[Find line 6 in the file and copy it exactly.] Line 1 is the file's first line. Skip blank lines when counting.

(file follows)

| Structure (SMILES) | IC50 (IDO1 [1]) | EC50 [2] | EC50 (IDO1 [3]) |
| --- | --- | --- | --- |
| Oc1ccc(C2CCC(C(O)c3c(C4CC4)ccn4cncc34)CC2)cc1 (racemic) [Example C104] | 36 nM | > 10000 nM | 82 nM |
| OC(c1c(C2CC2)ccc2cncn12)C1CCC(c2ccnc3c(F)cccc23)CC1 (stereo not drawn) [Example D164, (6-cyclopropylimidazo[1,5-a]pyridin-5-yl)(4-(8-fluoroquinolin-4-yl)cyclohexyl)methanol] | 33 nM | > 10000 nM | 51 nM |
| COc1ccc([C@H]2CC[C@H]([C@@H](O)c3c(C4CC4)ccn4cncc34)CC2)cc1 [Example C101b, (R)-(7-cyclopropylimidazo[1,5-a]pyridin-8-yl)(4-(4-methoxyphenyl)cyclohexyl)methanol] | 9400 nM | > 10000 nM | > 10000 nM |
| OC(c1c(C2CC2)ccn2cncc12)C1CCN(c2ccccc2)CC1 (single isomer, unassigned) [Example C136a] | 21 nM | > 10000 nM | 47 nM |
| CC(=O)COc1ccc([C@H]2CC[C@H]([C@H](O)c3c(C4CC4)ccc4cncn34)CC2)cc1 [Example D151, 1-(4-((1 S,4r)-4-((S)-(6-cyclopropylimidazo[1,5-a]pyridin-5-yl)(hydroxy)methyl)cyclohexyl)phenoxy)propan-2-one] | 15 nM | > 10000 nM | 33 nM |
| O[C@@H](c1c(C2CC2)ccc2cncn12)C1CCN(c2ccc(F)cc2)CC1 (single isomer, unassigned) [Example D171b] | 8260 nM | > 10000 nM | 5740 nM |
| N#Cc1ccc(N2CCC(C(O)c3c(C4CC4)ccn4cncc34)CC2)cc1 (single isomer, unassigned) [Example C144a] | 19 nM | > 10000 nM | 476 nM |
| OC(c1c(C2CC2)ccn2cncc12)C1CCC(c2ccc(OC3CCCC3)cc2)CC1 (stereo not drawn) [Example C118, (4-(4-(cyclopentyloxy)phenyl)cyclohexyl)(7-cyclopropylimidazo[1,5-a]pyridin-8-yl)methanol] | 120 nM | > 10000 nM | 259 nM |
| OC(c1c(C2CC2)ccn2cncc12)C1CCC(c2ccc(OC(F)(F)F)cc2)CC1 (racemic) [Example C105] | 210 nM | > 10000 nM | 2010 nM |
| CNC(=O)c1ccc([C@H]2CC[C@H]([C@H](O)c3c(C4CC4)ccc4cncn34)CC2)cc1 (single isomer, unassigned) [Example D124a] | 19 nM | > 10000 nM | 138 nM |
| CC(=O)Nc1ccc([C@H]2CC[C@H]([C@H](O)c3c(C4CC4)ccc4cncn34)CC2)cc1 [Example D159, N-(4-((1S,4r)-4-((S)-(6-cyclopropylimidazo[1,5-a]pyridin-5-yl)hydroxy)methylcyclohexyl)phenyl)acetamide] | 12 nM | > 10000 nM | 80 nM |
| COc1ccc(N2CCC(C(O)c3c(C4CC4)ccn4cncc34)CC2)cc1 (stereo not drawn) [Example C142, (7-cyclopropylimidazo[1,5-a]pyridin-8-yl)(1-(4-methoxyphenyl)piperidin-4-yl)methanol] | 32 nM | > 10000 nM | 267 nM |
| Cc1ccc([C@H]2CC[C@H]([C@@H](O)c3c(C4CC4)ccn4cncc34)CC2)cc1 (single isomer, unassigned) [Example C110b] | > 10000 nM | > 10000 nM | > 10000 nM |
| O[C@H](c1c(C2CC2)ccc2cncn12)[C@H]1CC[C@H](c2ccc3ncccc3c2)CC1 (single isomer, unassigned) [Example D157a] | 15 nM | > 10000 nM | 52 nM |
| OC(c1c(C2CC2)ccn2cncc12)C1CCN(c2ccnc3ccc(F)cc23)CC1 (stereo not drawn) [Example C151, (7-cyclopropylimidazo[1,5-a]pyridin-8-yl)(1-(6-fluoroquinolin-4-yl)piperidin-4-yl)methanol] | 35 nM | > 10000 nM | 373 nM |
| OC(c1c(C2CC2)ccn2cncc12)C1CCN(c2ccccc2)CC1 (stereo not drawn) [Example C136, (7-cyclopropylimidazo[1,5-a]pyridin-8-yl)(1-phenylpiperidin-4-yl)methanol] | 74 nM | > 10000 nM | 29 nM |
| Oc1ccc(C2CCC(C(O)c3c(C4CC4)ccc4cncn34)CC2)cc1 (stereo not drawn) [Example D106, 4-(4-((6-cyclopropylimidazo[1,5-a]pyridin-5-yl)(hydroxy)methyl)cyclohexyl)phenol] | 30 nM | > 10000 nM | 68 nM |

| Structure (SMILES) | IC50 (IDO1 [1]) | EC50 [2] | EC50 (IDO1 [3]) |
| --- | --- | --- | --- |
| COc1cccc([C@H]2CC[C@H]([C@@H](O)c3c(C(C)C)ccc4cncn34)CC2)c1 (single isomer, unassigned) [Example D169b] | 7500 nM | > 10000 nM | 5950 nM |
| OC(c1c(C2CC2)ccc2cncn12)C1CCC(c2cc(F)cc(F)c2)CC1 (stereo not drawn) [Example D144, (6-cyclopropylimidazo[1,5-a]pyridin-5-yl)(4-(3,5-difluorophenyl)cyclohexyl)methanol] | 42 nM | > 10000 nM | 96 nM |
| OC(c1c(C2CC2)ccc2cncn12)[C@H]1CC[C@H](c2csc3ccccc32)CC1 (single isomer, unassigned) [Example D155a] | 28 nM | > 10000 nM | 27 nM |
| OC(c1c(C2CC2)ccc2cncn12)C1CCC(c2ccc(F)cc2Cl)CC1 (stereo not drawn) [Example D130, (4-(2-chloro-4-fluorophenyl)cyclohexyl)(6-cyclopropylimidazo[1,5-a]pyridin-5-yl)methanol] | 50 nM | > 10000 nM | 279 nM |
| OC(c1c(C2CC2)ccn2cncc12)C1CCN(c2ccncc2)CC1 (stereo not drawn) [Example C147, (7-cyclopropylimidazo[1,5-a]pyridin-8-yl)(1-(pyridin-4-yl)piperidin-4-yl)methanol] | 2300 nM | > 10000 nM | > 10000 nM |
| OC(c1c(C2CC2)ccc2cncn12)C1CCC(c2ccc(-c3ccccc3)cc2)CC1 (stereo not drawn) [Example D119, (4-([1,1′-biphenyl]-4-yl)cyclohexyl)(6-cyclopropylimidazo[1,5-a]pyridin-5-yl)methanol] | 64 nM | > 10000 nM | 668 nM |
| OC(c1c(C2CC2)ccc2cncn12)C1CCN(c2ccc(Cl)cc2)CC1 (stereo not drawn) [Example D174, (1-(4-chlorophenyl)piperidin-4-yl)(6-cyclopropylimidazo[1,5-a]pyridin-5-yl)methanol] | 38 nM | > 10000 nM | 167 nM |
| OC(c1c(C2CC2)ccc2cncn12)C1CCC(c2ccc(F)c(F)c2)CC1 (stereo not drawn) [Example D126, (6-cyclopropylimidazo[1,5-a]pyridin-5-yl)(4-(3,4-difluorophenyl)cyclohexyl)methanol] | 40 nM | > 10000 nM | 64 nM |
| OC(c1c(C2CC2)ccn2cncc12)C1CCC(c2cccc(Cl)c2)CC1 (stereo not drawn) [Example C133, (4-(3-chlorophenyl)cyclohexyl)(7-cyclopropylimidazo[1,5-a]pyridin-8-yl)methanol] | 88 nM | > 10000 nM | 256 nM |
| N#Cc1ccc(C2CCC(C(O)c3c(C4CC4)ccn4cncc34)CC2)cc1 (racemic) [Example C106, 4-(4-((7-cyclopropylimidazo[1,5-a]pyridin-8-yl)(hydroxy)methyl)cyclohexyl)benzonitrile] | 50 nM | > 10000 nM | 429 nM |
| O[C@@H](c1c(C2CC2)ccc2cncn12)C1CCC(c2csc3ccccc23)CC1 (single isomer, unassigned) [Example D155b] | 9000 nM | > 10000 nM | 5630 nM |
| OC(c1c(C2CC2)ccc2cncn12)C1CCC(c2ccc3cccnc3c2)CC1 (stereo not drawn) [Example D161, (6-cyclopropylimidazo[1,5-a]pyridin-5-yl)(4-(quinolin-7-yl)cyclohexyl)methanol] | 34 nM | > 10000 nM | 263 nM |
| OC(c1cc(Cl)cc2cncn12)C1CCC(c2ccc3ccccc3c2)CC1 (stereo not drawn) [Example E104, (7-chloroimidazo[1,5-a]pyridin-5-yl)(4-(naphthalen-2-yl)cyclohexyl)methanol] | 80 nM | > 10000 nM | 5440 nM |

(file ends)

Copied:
| OC(c1c(C2CC2)ccn2cncc12)C1CCN(c2ccccc2)CC1 (single isomer, unassigned) [Example C136a] | 21 nM | > 10000 nM | 47 nM |